“Black spirits and white,
Red spirits and gray”.
At which adjuration, Caesar, doubtless knowing who were called upon, pricked up his ears and started on a full run, probably not wishing to find himself in such company just at that time.
An establishment similar to the one that had sheltered him the night previous, proffered its entertainment at the close of our adventurer’s second day. The third day in the wilderness was signalized by an incident, which excited such triumphant emotions as to cause it to be long remembered. About an hour subsequent to his noon halt, as he and Caesar were proceeding along at a moderate pace, he heard a rustling, crackling noise on the right side of the path and suddenly a deer, frightened and panting, flew across the road, turned for a moment an almost human, despairing look toward him, plunged into the tangled under-growth on the left and was gone from sight. John drew his reins instantly, bringing his horse to a dead stand, loosened his rifle from his shoulder and after examining it closely, remained quiet. His patience was not taxed by long waiting. Within the space of two minutes, there was another sharp crunching and crackling of dry boughs, when a wolf, large, gray, and fierce, sprang into the path from the same opening, following on the trail of the deer. He had nearly crossed the narrow road in hot pursuit and was about springing into the thicket beyond, when an accidental turn of his head brought our hero suddenly to his attention. He stopped, as if struck by a spell of enchantment.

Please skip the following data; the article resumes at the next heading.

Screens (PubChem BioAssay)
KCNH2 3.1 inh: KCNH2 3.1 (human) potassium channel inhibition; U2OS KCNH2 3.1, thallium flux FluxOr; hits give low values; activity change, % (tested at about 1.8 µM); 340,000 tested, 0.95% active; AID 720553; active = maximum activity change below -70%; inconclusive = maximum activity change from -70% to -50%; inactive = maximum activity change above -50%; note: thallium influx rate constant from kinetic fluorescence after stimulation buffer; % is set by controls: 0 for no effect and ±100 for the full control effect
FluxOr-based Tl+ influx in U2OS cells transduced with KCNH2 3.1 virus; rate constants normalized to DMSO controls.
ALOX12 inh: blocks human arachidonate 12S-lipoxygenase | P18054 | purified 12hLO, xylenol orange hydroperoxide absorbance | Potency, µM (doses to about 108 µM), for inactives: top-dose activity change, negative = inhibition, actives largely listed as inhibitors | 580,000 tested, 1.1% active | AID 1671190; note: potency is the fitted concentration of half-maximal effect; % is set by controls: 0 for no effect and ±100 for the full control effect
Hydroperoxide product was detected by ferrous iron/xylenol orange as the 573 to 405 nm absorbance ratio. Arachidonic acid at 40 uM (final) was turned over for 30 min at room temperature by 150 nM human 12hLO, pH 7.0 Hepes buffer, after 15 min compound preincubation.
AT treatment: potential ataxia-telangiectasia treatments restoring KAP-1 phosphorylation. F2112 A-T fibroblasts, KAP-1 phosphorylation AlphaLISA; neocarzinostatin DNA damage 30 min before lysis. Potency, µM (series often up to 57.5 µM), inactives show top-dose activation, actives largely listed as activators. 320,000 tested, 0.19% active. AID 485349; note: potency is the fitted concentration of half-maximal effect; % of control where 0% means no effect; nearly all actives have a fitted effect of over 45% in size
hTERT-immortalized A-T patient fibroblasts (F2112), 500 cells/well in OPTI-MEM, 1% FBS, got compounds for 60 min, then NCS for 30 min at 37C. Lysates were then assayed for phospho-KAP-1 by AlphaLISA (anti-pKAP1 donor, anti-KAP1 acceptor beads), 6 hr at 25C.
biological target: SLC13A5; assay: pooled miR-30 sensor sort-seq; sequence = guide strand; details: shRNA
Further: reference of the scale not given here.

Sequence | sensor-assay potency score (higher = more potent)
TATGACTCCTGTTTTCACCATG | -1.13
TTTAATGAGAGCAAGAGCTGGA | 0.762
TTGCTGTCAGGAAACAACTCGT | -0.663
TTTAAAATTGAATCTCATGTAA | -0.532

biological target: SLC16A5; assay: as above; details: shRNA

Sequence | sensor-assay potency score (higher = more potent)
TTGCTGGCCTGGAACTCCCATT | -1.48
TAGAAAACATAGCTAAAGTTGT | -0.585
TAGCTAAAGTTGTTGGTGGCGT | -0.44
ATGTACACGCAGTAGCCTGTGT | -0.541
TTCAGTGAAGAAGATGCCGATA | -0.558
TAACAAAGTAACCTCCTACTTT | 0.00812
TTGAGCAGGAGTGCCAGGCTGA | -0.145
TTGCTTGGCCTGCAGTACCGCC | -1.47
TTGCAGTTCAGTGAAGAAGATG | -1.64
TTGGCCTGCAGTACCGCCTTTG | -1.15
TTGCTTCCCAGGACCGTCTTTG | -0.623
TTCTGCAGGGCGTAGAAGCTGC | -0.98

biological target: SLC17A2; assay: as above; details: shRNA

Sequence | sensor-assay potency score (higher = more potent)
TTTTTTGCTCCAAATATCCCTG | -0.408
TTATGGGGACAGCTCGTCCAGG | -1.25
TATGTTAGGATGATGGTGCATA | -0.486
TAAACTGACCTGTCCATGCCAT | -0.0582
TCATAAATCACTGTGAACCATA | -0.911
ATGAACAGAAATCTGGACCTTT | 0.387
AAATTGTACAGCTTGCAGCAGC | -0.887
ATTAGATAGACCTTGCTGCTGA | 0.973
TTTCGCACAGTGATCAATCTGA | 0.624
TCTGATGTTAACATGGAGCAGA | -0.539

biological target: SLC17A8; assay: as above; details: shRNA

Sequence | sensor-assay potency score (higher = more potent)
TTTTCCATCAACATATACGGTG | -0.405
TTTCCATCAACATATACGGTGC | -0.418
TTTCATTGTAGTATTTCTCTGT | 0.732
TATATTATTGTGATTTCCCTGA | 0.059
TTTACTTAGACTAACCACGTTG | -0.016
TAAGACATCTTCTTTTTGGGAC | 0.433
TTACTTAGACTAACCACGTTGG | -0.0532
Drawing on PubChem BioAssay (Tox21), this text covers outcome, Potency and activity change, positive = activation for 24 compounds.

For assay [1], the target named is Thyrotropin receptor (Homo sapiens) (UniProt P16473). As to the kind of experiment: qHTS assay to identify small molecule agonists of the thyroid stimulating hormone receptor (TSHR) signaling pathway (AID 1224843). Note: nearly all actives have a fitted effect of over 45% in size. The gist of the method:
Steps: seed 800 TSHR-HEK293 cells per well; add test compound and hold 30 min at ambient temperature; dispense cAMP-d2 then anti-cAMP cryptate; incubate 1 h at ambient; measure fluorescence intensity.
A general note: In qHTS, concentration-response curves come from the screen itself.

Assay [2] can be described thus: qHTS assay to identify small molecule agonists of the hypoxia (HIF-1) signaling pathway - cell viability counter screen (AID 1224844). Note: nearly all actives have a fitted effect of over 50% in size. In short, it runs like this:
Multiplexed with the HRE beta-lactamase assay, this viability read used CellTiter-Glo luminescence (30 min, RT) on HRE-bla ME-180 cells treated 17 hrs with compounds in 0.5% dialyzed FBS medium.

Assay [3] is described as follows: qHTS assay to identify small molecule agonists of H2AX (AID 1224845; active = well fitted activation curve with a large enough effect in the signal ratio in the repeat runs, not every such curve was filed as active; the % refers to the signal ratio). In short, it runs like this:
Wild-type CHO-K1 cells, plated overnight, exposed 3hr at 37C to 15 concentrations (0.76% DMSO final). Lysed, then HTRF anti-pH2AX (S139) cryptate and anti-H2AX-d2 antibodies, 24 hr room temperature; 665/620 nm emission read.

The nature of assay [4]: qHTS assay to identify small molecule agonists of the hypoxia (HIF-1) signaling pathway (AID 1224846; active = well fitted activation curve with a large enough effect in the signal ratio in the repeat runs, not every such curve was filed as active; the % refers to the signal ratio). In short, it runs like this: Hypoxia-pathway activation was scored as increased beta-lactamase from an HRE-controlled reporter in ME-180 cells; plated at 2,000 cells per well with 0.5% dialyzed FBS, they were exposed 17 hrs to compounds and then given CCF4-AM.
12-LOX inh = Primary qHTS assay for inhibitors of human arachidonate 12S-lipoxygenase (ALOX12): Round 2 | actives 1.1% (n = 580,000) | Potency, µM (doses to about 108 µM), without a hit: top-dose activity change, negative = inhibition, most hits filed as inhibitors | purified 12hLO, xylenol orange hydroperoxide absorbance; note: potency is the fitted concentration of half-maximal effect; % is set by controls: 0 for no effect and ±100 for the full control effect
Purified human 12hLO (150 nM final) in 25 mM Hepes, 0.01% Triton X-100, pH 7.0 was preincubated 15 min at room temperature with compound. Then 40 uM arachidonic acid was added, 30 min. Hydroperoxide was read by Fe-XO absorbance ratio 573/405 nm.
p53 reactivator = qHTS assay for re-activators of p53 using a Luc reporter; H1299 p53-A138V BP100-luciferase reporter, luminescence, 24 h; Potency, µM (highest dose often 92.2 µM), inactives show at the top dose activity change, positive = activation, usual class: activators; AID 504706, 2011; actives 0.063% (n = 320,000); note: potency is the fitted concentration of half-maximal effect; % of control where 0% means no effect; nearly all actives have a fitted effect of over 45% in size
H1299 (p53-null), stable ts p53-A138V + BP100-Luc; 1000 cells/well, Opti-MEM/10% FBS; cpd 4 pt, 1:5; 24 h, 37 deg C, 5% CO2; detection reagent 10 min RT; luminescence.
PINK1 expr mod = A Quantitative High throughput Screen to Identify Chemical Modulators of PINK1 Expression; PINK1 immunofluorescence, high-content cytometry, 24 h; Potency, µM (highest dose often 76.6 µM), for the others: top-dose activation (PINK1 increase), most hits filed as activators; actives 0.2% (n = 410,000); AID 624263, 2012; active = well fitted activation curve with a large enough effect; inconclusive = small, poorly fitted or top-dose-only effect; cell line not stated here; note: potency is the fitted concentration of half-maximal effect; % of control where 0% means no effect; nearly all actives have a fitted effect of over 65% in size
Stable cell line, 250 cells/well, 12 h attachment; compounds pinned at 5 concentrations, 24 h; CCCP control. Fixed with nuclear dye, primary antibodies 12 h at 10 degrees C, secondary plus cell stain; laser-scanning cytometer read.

Whiz! the ball flew. The very instant it struck, the bloodthirsty monster fell dead. When John reached the spot, there was scarcely the quiver of a limb, so well had the work of death been accomplished. Yet the wolfish face grinned still a savage, horrible defiance.
“Here, Caesar”, he exclaimed, in a boastful tone, “do you know that this old fellow lying here, won’t get the drink out of the veins of that dainty creature he was so thirsty for? No! nor ever cheat any sweet little Red Riding Hood into thinking him her grandmother? This is the last of him. Didn’t I do the neat thing, Caesar?”
Caesar threw his head on one side, with an air of admiration and gave a low whinny, that betokened a state of intense satisfaction at the whole transaction.
It may appear frivolous to those who have read with unwavering credulity the olden tales of the prowess and achievements of knights errant in the days of chivalry, that one should stop to relate such a commonplace incident as the shooting of a wolf, and above all, that the hero of this narrative, should betray, even to his horse, such a decided emotion of self admiration for having performed the feat. Such a trifle would not indeed be worth mentioning in company with the marvellous deeds and mysterious sorceries of the old romaunt, but this being a true story, the hero young, and this the first game of the kind he has yet brought down, it must be excused.